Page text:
Then I met writer Jonathan Frank (aka Jono) who was working on a very similar idea. And that’s how Mara began. However, I’ve never had sleep paralysis myself but another thing that came out of the research was just how common an experience it is 40% of the world’s population get it. But no one talks about it because of the fear of being thought of as crazy. I subsequently found out that both my parents and my brother have experienced it many times. Every time I mentioned the project or pitched it, there was ALWAYS someone who has experienced it.
Horror News Network: The entity known as ‘Mara’ is based on Scandinavian folklore. Can you talk about the research and how you balanced fact with fantasy?
Clive Tonge: This was the biggest challenge. A Nightmare on Elm Street used sleep paralysis as the basis for creating a new monster in Freddy Krueger. That is such a classic franchise, I knew there was no point even trying to compete. So Jono and I took a completely different route. We immersed ourselves in extensive research and made the choice to steer closer to the reality of sleep paralysis rather than make up too much new mythology. The actual creature ‘Mara’ (played by Javier Botet) is based on what sleep paralysis sufferers from all over the world have described. The scares in the movie are all based on those who have suffered actual experiences.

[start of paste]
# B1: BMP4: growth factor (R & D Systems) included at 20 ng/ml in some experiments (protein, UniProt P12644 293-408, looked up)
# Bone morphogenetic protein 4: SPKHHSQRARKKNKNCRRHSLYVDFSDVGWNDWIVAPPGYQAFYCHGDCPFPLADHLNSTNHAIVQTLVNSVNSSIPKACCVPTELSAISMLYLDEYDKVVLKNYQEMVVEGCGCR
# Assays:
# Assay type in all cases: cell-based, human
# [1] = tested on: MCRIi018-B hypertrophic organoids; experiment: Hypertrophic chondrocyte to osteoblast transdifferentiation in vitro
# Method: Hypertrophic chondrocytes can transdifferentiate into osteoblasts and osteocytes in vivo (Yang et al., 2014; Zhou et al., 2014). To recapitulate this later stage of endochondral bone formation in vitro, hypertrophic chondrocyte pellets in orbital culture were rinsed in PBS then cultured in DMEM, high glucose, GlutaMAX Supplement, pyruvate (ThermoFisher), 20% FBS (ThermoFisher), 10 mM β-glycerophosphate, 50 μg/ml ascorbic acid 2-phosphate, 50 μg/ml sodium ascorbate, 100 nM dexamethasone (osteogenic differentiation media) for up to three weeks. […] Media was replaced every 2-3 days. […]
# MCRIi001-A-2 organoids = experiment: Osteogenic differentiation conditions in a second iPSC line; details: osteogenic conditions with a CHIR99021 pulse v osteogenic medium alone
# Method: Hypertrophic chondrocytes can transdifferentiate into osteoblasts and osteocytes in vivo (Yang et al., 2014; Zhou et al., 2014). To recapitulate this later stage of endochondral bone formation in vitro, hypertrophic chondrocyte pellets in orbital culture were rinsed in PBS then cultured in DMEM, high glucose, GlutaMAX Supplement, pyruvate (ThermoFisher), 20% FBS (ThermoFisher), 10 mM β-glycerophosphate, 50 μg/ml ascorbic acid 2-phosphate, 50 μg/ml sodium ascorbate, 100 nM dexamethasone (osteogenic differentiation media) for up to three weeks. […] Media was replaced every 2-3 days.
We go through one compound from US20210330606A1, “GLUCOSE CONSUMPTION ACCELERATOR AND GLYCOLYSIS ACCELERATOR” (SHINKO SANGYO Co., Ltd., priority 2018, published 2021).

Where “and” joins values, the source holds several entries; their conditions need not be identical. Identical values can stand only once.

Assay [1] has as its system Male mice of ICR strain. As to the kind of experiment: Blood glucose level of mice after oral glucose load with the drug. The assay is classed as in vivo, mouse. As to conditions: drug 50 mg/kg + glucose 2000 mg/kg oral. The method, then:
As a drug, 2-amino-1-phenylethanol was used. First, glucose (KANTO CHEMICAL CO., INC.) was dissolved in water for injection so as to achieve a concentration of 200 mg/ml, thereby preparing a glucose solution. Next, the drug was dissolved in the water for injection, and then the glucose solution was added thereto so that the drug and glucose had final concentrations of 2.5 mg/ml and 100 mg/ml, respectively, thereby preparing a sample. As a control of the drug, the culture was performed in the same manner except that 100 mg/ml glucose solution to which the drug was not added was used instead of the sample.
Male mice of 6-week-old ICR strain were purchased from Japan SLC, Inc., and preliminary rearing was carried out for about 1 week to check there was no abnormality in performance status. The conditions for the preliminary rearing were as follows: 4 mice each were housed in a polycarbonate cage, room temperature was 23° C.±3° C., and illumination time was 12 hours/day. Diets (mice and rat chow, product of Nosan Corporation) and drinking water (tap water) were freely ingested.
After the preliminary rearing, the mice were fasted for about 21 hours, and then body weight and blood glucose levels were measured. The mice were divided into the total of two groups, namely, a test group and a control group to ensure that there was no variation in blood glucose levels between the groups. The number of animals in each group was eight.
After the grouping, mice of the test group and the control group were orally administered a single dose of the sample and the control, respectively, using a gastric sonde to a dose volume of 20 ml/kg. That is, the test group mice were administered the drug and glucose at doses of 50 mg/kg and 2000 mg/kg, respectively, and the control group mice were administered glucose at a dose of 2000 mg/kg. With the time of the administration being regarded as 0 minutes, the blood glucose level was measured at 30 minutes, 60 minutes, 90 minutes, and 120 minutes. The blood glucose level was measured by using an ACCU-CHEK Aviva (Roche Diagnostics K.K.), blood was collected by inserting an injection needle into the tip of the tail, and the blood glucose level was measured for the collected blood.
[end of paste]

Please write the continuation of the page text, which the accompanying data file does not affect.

There is also a discussion to be had about how much of Mara is ‘folklore’ or ‘fantasy’. When a person in Canada sees the same emaciated hag as someone in Japan then surely there is something more real to this than a simple fairy tale. Then it becomes taking this route which threw up its own challenges. The main one being how to make someone paralyzed, into something cinematic. The answer came when I drew on my past experience shooting music videos. My basic attitude was if the band moves, I’ll stay still. If the band stays still, then I should move.